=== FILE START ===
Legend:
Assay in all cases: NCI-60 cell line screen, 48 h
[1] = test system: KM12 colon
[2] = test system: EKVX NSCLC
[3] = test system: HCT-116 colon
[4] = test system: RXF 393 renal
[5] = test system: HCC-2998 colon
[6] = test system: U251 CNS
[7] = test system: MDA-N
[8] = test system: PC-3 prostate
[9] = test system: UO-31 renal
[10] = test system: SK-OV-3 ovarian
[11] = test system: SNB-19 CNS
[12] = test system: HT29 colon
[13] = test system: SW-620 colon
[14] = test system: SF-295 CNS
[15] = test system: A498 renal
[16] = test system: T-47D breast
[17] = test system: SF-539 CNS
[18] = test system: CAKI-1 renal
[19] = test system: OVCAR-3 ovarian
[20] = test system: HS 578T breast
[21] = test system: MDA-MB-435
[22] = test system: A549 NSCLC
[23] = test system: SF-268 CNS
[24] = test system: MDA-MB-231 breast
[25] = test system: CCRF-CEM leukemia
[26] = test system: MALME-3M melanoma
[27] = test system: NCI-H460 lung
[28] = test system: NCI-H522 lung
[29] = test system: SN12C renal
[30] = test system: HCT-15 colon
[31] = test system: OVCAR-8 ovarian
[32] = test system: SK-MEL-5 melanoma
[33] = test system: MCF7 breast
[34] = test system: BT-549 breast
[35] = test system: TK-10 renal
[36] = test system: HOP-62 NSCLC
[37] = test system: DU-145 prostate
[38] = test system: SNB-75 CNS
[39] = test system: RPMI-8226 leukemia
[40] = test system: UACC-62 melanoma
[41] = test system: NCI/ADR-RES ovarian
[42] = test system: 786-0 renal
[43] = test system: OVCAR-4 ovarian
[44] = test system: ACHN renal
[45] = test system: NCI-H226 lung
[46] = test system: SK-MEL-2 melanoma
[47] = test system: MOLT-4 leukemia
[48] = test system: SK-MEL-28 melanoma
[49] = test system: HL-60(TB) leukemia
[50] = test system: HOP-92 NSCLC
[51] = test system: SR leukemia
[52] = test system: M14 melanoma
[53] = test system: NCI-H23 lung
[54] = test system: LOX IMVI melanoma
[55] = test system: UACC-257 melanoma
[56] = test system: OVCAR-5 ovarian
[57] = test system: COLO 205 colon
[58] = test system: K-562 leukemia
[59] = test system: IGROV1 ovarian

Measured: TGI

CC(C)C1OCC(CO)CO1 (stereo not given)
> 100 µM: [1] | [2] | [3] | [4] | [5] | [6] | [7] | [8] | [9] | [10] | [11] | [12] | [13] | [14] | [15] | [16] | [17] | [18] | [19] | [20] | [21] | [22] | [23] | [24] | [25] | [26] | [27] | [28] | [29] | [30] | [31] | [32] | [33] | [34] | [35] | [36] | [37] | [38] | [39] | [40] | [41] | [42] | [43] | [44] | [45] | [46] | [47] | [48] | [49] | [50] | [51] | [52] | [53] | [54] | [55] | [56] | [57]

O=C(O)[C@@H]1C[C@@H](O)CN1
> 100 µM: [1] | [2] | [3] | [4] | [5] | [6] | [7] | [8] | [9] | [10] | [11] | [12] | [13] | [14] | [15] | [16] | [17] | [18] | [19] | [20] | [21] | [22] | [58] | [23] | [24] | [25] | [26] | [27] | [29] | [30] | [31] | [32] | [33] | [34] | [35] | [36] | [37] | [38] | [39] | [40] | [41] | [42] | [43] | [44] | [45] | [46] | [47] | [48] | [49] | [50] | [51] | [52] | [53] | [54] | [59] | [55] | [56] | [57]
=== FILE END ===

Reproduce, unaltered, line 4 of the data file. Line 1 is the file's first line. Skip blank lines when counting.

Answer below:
[2] = test system: EKVX NSCLC